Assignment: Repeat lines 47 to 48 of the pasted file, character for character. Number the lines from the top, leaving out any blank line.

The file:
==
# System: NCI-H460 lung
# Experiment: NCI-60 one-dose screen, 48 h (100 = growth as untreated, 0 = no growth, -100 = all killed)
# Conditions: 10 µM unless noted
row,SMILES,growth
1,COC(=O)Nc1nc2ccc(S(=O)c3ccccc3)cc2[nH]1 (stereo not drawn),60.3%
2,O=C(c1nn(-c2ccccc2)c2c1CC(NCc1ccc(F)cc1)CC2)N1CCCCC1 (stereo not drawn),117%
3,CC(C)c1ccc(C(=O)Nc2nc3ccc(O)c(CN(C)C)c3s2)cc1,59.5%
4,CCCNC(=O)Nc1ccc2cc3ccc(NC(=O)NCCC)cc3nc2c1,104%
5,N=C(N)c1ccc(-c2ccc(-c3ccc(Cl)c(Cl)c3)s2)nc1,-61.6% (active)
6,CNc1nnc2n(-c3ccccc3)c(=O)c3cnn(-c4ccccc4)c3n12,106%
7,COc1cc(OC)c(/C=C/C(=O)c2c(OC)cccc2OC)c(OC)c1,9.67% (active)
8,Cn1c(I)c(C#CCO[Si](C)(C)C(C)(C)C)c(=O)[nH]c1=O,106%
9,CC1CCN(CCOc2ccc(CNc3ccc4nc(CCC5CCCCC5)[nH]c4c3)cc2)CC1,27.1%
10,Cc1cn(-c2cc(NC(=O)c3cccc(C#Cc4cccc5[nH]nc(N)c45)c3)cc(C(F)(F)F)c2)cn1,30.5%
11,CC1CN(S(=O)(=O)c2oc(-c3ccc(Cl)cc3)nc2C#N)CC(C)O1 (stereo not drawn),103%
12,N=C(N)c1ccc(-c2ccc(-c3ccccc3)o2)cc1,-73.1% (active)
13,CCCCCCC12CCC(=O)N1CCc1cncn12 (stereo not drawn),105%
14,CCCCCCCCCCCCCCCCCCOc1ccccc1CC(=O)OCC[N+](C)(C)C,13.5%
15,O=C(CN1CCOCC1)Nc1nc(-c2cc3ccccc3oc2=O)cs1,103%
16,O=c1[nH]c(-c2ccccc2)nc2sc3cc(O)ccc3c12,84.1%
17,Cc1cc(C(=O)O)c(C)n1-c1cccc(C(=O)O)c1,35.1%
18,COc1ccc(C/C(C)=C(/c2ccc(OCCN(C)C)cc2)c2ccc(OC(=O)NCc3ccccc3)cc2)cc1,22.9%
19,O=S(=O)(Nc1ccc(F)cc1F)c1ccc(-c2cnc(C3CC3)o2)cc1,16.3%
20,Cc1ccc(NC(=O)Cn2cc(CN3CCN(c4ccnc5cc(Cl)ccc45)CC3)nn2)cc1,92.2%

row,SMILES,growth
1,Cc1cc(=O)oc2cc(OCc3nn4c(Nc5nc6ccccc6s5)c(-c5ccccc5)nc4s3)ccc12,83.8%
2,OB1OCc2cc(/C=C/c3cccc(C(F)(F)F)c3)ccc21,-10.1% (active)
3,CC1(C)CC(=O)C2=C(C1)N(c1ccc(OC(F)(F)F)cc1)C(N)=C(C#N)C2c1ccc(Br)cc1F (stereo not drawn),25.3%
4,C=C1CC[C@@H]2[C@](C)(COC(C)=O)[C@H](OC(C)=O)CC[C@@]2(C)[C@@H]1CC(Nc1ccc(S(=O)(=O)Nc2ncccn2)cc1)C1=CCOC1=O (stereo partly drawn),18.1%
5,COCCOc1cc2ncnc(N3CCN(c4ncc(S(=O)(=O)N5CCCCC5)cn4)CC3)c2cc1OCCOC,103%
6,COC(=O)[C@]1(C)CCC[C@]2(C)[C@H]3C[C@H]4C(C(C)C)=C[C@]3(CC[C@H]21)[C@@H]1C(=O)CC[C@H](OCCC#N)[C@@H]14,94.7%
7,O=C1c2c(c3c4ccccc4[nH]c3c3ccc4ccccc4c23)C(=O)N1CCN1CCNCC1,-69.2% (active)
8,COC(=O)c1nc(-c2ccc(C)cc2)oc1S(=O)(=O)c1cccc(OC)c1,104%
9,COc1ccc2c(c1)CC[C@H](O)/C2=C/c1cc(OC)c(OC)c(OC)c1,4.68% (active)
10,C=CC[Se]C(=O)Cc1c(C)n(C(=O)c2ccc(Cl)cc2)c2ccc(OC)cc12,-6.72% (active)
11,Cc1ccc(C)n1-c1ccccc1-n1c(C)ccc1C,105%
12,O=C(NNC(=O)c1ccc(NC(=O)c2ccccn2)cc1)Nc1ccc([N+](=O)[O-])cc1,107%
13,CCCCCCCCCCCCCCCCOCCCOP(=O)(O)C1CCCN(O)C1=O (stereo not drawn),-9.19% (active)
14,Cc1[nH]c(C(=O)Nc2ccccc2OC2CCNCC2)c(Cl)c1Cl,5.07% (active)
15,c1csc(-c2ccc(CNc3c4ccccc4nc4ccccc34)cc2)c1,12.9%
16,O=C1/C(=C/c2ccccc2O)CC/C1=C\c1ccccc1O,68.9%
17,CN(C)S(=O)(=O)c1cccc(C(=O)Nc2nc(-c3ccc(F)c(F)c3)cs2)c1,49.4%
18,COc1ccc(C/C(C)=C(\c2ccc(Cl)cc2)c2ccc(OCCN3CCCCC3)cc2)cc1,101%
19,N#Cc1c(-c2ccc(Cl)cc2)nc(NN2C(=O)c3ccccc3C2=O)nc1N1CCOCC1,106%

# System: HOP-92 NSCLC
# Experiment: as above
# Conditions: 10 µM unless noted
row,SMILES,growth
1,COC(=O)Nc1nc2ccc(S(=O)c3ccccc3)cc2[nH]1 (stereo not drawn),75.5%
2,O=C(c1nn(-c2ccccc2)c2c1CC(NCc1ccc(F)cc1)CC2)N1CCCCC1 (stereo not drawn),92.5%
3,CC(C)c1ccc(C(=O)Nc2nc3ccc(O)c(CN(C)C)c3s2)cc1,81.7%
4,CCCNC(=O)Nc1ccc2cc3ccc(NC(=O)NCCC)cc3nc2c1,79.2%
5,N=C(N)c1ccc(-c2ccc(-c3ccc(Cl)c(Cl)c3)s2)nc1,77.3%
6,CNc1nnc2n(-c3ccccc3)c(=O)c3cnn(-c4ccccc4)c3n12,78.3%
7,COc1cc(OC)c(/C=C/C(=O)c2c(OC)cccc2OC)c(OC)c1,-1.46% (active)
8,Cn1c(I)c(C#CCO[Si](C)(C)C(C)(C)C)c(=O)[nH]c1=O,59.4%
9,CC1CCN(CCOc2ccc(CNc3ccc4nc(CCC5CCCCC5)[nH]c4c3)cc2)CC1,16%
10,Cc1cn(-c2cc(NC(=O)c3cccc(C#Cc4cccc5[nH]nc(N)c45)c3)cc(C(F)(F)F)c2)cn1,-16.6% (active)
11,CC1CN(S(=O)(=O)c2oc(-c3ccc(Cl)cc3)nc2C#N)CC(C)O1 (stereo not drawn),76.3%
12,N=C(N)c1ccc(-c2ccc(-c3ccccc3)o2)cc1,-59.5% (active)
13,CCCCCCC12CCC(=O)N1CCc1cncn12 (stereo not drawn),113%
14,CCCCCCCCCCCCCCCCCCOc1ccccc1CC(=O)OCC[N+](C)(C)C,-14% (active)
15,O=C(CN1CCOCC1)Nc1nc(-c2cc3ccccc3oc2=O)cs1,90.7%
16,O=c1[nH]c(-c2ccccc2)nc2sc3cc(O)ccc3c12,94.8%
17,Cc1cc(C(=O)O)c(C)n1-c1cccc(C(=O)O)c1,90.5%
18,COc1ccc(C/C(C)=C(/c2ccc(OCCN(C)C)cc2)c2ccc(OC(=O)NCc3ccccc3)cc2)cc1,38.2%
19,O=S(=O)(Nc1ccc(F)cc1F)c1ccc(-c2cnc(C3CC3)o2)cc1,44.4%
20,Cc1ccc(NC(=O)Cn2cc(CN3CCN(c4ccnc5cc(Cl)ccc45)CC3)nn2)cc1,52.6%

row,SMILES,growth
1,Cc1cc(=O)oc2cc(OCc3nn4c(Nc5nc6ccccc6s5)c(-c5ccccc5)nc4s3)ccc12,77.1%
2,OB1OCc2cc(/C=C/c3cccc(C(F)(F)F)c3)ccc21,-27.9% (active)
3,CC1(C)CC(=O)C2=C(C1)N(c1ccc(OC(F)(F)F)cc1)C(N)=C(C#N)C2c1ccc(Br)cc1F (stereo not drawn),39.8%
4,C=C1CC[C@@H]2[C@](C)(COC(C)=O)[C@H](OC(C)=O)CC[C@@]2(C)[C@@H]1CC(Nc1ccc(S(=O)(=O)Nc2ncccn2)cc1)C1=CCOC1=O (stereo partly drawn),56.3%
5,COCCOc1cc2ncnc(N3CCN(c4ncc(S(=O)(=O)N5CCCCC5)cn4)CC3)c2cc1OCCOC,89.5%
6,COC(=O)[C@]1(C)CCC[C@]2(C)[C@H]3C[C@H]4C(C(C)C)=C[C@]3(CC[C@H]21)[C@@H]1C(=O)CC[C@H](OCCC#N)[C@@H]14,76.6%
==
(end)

# Conditions: 10 µM unless noted
row,SMILES,growth